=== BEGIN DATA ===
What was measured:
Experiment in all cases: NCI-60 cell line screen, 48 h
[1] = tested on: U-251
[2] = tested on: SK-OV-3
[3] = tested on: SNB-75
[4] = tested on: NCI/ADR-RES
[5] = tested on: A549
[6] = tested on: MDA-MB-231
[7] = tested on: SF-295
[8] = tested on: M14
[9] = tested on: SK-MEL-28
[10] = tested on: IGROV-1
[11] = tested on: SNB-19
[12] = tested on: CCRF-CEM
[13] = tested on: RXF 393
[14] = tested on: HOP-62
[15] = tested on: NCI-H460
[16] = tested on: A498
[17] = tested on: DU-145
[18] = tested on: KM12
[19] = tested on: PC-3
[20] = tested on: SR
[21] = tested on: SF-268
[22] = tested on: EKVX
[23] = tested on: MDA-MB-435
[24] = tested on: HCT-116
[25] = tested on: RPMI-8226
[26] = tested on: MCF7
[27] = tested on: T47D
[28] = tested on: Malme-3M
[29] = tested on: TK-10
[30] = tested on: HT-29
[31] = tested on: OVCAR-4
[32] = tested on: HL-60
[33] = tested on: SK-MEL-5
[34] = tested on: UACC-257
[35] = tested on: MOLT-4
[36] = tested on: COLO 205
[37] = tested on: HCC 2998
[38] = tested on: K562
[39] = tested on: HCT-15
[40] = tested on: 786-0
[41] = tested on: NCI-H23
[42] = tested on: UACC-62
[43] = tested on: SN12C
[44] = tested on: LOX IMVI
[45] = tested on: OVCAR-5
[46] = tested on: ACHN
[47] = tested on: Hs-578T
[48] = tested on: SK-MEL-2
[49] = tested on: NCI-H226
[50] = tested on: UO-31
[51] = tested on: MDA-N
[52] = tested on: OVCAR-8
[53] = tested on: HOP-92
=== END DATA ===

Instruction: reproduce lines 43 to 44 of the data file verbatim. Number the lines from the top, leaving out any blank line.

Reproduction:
[41] = tested on: NCI-H23
[42] = tested on: UACC-62